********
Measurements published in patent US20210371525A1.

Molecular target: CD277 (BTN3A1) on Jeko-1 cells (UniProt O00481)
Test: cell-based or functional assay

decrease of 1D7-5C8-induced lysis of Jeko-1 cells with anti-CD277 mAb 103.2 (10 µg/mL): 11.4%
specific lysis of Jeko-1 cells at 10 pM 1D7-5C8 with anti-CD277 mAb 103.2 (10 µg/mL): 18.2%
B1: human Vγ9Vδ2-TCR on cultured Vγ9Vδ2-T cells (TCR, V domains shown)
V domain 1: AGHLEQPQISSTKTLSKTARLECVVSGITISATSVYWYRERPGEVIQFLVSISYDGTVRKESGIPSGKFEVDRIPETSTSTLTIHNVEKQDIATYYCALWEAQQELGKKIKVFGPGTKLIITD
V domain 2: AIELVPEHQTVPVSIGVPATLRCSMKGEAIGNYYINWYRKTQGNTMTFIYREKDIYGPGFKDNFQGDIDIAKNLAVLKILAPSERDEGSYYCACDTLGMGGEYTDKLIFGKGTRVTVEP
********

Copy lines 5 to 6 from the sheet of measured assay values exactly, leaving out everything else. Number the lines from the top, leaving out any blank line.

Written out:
specific lysis of Jeko-1 cells at 10 pM 1D7-5C8 with anti-CD277 mAb 103.2 (10 µg/mL): 18.2%
B1: human Vγ9Vδ2-TCR on cultured Vγ9Vδ2-T cells (TCR, V domains shown)